Simply put, Luis Castillo gives you that. But he comes at the price of
one of your better hitters in Vidro. Castillo offers you better speed,
better stealing, a better average and better on-base numbers. Vidro will
have decidly better power numbers, and will be able to play a few more
games -- advantage Vidro. But consider that if you insert Castillo in
the one spot in your lineup, Luis Gonzalez or whoever else you've been
leading off can fill the spot in the lineup where Vidro was hitting. If
the improvement you get with Castillo's speed and his on-base percentage
are as high as you hope, the advantage Vidro has will shrink.

I tried to offset any Vidro advantage in the deal by having us swap our
best relievers. You and I know that Lowe is not much worse than Nen, as
evidenced by their only being taken 11 picks apart from each other, but
in getting Nen, you would be getting this year's Billy Wagner -- except
that Nen's 23 Z is better than Wagner's 22 non-Z. As someone who
constantly told me about how important Wagner was to Corsica's success,
I hope you can appreciate how Nen factors into our deal, and I hope you
see that getting Nen and his 2 games in relief out of 5 is a huge
advantage, especially mixed with Pedro Martinez and his effect on your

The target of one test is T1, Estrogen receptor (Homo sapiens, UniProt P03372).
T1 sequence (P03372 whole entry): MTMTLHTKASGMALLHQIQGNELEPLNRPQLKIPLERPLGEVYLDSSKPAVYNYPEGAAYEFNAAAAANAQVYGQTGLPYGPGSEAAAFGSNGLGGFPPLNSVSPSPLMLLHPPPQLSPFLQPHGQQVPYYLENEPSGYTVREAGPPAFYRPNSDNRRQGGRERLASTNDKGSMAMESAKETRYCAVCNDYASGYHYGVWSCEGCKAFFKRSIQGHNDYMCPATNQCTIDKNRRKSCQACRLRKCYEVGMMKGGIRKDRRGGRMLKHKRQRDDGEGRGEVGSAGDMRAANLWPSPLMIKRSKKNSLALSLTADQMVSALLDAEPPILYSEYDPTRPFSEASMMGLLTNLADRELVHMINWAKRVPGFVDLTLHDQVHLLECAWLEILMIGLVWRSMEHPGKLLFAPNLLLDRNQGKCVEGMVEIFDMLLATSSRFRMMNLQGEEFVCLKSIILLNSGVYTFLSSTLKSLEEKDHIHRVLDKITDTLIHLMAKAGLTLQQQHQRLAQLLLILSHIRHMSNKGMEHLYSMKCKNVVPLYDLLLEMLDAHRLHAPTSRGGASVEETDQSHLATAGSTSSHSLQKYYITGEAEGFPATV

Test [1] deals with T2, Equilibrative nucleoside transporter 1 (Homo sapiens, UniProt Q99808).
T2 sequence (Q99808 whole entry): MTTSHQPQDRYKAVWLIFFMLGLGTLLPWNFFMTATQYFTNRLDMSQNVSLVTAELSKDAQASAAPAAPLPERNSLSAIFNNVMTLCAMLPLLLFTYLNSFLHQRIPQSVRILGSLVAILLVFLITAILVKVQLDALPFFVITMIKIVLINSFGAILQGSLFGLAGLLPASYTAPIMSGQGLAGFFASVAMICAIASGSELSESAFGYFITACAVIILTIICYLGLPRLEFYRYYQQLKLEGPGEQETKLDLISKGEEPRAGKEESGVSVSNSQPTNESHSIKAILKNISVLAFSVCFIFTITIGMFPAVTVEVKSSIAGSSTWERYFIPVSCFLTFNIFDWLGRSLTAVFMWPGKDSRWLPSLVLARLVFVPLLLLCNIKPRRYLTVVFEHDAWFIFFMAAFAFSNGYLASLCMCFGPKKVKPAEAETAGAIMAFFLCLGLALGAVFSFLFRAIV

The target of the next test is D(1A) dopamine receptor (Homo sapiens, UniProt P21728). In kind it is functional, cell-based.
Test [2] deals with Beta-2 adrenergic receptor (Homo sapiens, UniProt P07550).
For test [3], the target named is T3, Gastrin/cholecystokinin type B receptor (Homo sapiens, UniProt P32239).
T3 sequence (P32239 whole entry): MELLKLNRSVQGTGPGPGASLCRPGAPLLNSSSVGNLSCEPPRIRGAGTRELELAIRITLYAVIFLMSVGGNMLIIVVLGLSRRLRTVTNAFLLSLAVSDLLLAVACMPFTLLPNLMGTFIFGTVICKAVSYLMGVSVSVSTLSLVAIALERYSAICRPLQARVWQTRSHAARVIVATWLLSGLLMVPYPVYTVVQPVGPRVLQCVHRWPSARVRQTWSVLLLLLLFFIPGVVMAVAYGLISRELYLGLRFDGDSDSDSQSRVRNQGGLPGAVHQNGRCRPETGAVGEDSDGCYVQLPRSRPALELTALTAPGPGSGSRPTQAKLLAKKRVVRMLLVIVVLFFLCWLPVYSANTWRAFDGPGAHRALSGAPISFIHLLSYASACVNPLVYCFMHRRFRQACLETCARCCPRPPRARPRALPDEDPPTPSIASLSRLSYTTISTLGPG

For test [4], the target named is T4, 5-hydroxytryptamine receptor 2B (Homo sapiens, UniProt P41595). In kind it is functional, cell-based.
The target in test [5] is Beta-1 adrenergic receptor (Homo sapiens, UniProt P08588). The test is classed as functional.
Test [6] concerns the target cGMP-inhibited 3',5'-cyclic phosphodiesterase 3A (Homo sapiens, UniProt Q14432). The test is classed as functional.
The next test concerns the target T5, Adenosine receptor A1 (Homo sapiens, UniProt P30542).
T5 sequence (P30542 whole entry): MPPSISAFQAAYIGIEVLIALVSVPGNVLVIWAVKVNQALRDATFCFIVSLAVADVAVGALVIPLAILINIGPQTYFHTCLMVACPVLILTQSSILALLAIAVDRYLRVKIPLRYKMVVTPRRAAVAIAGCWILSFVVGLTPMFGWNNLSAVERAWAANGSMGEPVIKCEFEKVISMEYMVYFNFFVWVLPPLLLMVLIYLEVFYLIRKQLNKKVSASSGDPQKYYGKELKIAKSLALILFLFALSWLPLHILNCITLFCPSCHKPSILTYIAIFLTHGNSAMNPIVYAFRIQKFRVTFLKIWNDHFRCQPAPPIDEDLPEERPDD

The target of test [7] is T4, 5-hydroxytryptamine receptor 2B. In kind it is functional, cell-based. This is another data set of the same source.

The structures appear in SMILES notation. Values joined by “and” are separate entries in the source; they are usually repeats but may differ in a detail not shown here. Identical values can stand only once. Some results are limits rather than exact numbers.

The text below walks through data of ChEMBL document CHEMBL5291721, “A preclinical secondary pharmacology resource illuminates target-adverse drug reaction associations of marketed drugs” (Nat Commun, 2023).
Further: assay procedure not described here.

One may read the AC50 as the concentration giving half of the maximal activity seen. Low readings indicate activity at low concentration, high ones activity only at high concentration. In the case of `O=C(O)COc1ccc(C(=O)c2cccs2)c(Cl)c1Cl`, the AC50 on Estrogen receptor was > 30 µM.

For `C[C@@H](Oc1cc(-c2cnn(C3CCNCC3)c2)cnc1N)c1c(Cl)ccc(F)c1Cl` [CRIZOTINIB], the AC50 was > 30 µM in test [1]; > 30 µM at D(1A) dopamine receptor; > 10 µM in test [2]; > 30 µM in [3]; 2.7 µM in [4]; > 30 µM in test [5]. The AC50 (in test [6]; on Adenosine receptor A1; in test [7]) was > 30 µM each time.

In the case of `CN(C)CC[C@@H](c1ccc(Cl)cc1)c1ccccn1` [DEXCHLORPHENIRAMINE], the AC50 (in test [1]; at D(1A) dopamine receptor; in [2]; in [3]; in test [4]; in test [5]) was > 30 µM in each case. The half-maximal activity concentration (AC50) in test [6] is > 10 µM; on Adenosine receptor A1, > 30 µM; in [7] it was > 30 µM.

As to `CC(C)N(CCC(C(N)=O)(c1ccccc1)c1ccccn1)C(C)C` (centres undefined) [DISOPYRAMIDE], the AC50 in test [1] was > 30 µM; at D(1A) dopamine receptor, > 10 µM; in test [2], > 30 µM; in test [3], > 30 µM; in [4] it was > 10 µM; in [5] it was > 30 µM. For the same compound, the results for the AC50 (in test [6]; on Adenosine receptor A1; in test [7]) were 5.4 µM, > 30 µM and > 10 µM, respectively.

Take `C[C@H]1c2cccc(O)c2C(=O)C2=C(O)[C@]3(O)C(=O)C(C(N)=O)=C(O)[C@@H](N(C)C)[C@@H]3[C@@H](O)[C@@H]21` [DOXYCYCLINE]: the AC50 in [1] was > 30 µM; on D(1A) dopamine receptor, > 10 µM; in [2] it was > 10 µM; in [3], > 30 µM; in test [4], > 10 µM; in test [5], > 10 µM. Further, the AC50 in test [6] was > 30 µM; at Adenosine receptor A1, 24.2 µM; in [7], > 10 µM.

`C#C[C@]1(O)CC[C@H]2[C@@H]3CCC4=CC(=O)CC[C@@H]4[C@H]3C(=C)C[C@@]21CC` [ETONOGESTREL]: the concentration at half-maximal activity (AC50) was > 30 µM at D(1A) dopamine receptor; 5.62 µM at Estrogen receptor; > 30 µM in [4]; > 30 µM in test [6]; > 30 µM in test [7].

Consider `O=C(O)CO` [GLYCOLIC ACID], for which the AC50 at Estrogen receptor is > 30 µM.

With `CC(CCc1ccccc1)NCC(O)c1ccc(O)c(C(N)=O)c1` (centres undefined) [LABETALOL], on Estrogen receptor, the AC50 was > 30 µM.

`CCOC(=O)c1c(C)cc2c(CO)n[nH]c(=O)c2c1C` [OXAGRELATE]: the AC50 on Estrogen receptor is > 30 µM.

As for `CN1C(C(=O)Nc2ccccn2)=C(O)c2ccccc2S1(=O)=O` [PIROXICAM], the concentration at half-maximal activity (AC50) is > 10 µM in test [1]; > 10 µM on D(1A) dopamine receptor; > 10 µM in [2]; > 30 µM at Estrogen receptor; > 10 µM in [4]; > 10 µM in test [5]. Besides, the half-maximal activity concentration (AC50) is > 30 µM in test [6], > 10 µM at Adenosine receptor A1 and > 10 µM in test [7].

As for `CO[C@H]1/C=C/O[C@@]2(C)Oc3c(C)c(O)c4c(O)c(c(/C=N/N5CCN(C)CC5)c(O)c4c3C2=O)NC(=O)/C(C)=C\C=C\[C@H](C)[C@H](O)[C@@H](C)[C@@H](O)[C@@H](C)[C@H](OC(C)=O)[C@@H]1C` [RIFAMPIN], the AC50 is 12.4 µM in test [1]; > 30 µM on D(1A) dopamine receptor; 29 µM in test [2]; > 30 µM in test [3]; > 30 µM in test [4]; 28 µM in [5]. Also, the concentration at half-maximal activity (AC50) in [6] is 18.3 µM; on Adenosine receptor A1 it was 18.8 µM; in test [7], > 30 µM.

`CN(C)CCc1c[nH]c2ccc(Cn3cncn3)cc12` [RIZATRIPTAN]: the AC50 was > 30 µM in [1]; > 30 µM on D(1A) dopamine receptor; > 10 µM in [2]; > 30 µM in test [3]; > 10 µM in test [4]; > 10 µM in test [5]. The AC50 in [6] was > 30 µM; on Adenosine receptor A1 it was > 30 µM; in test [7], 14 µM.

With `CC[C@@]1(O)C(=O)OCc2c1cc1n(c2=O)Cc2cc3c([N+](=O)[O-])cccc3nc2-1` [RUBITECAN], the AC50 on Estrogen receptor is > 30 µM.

relief staff.

Additionally, the throw-in's of Thome and Berkman are weighted in your
favor. Berkman, like Thome, would be your top bat off the bench. But
unlike Thome, he has some speed and some ability to steal bases. Berkman
also gives you more defensive flexibility, as he can play outfield in
addition to first base and dh. Obviously, when you drafted Thome, you
envisioned him contributing more than 9 plate appearances (or whatever
number he has) in your first 30 games. I think Berkman's mulitple
positions, his lower platoon rating (he's a switch-hitter, SA-0 vs.
Thome's SA-5 or PR-5), and his better speed and stealing can provide you
with a more complete player, one that you can use more often, especially
since you are only carrying 4 outfielders. Offensively, he hit for a
higher average than Thome, he drew nearly as many bases on balls,
provided similar home run numbers and better overall extra-base hit
totals. Berkman's OPS (On base percentage Plus Slugging) in 2000 was
.949, Thome's was .929. Thome's advanatges are his better defense at
first, though it seems with Bagwell and Edgar, you didn't plan on Thome
getting too many innings at first, and Thome's games played -- 158 to
Berkman's 114. Considering how little you've been able to use Thome
because of his limitations, I would estimate that the games played
advantage is not nearly as critical to you as it might otherwise be.